Rav Gedalia Schor, in the sefer Ohr Gedaliyahu on Parshas Va'eira, taught an amazing thing. He brought down, from the Sfas Emes and the Sefer Toras Emes from the Ramak, that one of the things that Yetzias Mitzrayim (The Exodus) has in common with Brias Ha'olam (The creation of the world) is that in both cases, Hashem started out with the idea that He would like to conduct things with the midas hadin, the attribute of strict justice. And then, when he saw that the world/the Jewish people could not handle it, he "retracted" and decided to join the midas harachamim, the attribute of Mercy with the midas hadin, the attribute of strict justice. (Midrash Raba on the pasuk in Shmos 6:1, "וידבר אלהים אל משהוידבר אלהים אל משה, ולפי שנסתכל הקדוש ברוך הוא, שבשביל צער ישראל דבר כן, חזר ונהג עמו במדת רחמים, הדא הוא דכתיב: ויאמר אליו אני ה'") The Sfas Emes and the Ramak said that Hashem didn't just "change his mind," ChV"Sh. Rather, the Sfas Emes points out that it doesn't say that he "threw out" the attribute of true justice, but rather, that he mixed the attribute of mercy with it.
**The Sfas Emes says, according to Rav Schorr, that Hashem wanted davka and lechatchila to start creating the world with the attribute of true justice so that there would always exist within the thoughts and desires of man to live up to some true, unadulterated, pure goal, unaffected by compromise. Man's idealism should never be lost in the accommodations of practical life. Therefore, he started the creation of the world with midas hadin (strict justice) to build the mida of uncompromising idealism for what could and should be into mankind.**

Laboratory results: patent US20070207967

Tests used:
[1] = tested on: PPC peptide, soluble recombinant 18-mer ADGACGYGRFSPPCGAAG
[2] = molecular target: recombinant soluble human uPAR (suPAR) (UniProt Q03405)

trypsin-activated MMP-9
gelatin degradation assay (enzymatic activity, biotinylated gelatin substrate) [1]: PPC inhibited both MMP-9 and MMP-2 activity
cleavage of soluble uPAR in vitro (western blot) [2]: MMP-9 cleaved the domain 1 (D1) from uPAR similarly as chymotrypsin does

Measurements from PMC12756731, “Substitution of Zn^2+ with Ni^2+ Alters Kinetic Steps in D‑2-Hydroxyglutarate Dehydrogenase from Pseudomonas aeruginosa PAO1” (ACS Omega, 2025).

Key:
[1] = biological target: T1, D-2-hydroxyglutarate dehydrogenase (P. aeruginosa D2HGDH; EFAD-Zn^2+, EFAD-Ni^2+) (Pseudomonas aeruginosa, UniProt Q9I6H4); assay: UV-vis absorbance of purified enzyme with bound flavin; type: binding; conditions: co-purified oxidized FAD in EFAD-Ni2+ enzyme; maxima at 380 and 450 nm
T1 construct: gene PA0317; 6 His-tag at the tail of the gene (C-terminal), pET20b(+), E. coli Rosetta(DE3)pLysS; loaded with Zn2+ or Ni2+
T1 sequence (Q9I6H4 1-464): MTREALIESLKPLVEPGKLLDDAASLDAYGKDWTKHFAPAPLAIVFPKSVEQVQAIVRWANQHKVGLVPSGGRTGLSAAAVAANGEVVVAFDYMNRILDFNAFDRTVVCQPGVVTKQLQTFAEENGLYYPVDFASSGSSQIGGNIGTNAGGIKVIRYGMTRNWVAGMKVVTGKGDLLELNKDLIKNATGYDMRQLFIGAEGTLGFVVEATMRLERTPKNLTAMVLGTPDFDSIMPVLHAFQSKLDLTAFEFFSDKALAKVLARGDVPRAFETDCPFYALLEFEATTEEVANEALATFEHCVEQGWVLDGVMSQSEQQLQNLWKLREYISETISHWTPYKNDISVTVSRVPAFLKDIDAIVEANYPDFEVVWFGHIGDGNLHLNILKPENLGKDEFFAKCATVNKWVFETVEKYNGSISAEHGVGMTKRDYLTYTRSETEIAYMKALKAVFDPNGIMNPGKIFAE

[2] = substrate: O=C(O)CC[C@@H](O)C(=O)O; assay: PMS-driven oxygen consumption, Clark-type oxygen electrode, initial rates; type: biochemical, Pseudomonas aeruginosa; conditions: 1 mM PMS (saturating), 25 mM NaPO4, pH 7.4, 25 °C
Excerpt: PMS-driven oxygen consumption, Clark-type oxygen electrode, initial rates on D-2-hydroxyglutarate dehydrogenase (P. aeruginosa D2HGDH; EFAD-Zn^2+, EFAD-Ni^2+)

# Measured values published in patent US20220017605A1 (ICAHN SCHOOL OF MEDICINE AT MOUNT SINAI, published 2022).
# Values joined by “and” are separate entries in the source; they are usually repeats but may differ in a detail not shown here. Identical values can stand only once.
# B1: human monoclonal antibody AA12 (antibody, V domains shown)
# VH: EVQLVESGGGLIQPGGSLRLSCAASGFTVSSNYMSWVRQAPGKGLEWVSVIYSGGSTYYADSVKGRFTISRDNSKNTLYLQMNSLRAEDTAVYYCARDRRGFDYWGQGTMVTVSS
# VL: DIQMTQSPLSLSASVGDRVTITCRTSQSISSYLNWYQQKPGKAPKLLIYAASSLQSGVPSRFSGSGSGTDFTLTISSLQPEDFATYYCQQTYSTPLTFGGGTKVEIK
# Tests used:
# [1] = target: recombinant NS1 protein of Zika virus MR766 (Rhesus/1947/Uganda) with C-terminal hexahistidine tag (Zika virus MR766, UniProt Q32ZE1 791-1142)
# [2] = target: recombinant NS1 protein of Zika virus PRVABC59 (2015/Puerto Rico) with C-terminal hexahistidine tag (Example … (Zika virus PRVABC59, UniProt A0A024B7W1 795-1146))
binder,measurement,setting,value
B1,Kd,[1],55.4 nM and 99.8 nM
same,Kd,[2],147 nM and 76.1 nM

He applies this idea to Yetzias Mitzrayim in that Moshe hoped that the Jewish people would be able to truly fulfill the reasons for which they had been sent to suffer in Egypt, by staying there through the full 400 years as promised by Hashem to Avraham. However, as the Midrash says, the Jewish people could no longer tolerate the slavery and suffering, and so Hashem had to adulterate the pure idealism of what was meant to be accomplished through their going through the full allotment of slavery (for more on that, see the 7th paragraph in this post).
This idea fits in so beautifully with what Rav Kook wrote about in not letting go of one's idealism in Ruchnius, no matter how much smallness he gets caught up in. Let me translate a little bit from Oros Hateshuva 14:38:
Sometimes the spirit falls into smallness, and the person's soul can find no rest because of his lack of good deeds and because he calculates how many sins [he has committed], and because of the paucity of his involvement in Torah. A person must strengthen himself in the area of thought and he should known that one who understands one thing from another [who holds onto pure and idea thoughts], his thoughts are considered before the Holy One as sacrifices and Elevation offerings (Zohar Naso 121b). If so, holy thoughts and elevated intellectual images have all of the benefits of Korbanos and all of the benefits of the practical services which are related to them... And it is possible that many of a person's failings come because he does not properly value the fundamental nature of his thoughts.IY"H, may you and I both merit to maintain our idealism for what we can become and not to be discouraged at all by present or past failures.
(Picture courtesy of oshorisk.dk)
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